Cadbury Chinese Poster Collection

"HC2016-577: ge ming hua bao : "san ba" te kan" and the Role of Chinese Women

"HC2016-577: ge ming hua bao : 'san ba' te kan" and the Role of Chinese Women
by Siyuan Luo (Bryn Mawr College '17)

"HC2016-577: ge ming hua bao : 'san ba' te kan" 革命畫報: '三八'特刊, “The Special Issue of March 8 of the Revolution Poster” (1927) addresses various aspects regarding women’s liberation. It is a monochromatic poster printed in orange and is divided into four registers of identical size. The first register (upper right) points out that the miserable condition of women and their oppression has two roots: it is caused by foreign imperialism and traditional Chinese patriarchy. A woman lying on the ground with a baby in her arms has the words “man’s appendage” indicated on her leg. She is being subdued by a stiff and sage-like statue in traditional Chinese robes holding a coronet and scepter that reads “rituals that enslave women.” Her husband, marked by the characters “oppressed man” on his clothes, is trapped by the colossal coin representing “imperialism;” his upper body is forcibly pulled backward, causing the massive coin to fall on the woman.

The second register (bottom right) represents how capitalism and landlordism utilize female workers to exploit them for their own interests. The figures of (a metaphorical) capitalism and a landlord — two heavyset men sitting in a chaise — form a combined weight causing the branch to be pulled downward and crush the women workers whose dripping blood transforms into coins dropping down into the pockets of the two men.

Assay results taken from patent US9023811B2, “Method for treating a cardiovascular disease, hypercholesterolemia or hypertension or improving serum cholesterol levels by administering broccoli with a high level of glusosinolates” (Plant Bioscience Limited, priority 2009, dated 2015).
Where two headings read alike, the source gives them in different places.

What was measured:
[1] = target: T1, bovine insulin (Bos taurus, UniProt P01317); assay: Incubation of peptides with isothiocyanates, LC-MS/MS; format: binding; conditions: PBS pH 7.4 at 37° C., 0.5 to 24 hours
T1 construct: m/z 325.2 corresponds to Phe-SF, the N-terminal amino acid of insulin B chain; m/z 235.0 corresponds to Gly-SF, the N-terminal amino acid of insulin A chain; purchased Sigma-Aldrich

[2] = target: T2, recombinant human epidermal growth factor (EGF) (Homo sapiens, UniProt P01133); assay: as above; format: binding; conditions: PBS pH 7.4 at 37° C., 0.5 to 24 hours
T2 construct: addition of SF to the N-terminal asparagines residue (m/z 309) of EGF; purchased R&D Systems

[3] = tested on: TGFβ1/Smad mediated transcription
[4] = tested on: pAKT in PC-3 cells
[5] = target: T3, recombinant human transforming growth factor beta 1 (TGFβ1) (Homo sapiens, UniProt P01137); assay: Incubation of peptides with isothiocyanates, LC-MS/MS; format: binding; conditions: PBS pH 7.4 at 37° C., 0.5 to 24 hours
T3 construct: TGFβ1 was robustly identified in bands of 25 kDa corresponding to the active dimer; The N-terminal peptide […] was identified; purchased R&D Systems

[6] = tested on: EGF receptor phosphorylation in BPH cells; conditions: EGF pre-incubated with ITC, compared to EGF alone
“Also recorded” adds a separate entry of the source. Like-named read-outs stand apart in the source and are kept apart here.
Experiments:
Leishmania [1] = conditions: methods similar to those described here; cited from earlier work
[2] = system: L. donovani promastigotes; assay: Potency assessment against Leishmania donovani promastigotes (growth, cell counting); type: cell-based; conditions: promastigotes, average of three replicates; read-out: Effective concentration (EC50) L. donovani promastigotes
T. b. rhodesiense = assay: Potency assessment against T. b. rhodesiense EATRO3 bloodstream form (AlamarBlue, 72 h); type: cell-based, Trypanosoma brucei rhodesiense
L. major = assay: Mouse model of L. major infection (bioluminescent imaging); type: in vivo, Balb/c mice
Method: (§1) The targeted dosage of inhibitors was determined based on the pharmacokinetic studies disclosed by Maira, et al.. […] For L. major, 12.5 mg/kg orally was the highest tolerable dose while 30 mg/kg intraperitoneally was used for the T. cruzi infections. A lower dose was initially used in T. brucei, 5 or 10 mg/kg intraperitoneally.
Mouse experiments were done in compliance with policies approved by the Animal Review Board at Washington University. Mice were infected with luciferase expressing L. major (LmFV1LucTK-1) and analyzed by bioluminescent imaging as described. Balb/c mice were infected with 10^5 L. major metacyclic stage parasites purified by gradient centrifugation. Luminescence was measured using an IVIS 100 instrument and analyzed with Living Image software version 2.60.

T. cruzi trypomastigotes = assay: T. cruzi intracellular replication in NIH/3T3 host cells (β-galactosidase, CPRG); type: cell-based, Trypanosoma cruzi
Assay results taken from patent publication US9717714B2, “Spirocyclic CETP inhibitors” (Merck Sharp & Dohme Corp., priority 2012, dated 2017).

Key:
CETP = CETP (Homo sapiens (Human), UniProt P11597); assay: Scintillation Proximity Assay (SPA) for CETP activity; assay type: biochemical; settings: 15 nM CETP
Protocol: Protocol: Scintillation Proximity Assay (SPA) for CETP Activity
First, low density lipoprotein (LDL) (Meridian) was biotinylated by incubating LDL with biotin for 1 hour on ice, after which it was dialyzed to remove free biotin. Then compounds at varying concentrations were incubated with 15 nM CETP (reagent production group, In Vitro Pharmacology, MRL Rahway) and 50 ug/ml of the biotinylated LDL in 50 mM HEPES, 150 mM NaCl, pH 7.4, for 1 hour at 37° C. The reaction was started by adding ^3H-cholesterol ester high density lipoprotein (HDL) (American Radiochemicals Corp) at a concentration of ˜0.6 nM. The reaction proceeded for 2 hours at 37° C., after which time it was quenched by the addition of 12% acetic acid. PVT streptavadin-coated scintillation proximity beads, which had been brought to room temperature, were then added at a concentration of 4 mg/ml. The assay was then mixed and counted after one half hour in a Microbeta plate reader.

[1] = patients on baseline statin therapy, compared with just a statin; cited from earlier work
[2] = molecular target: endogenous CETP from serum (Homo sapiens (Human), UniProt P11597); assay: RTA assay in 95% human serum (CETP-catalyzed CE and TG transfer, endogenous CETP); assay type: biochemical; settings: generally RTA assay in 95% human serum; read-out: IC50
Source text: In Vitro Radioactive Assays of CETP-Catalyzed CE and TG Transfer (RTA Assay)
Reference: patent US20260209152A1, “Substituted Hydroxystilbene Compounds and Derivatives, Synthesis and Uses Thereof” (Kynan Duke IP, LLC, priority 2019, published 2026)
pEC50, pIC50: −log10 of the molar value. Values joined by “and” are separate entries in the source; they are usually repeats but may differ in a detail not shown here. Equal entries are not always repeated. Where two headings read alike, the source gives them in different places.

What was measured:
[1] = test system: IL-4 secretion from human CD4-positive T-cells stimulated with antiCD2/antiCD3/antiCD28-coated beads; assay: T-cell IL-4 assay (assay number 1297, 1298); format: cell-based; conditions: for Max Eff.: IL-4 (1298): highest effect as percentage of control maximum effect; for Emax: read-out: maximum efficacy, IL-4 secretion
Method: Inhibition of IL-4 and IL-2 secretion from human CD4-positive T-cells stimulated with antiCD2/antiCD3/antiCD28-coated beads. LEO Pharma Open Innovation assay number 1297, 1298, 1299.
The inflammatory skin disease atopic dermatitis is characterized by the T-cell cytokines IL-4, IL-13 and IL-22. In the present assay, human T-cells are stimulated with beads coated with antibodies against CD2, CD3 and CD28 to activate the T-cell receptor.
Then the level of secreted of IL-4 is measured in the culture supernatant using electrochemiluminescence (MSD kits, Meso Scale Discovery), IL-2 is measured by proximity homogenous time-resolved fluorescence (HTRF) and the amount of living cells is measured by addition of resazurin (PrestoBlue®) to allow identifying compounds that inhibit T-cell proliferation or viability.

The third register (upper left) depicts two contrasting worlds: a bright world in which “gender equality in education” has been achieved, “women fleeing the oppression of forced marriage” are being protected, and “freedom of love” is encouraged; and a dark world in which religious beliefs are considered “superstition,” and “abusing the child-bride,” “concubinage,” and “forced marriage” still exist.

The last register (bottom left) is divided into two parts. On the right, a desperate couple are chained to a massive coin which reads "imperialism." The chains are attached to the necks of the man and woman. On the left, we see a scale with a woman and a man on each side. Two hands, one representing “warlords” and the other “imperialism” are pushing the man’s side down. A huge bare-chested woman, whose arm reads “Revolutionary women of the world, unite!”, brandishes a long sword (“power”) that hacks the two wrists of warlord and imperialism, manifesting the strong determination to eliminate gender inequality.

Despite the fact that political and cultural campaigns had raised the issue of women’s equality in China since the 1910s, the majority of the Chinese women in the early 1920s were still living in greatly inferior conditions. The lack of education, forced marriages, and concubinage were haunting both urban and rural women. The poster metaphorically epitomized a tragic history of Chinese women being oppressed and exploited by traditional ethical codes, imperialism, capitalism, landlordism, and warlordism, and proposes that only by partaking in the National Revolution and eliminating the power of warlords and imperialist forces, could women achieve gender equality and their liberation. The Second National Congress of Guomindang (KMT, Kuomintang, Nationalist Party) mentioned in the poster was held in January 1926, and it approved “The Resolution of Women’s Movements,” which was the party’s first independent resolution for women's liberation. The purpose of the resolution was to grant benefits offered by laws and policies that could promote women in an effort to gain their support for the National Revolution and the party. The Guomindang believed that the power of women who made up half of the Chinese population could not be ignored if they were to achieve a National Revolution, thus the propaganda strategy stressed a strong connection between the realization of women’s interests and the success of the National Revolution.


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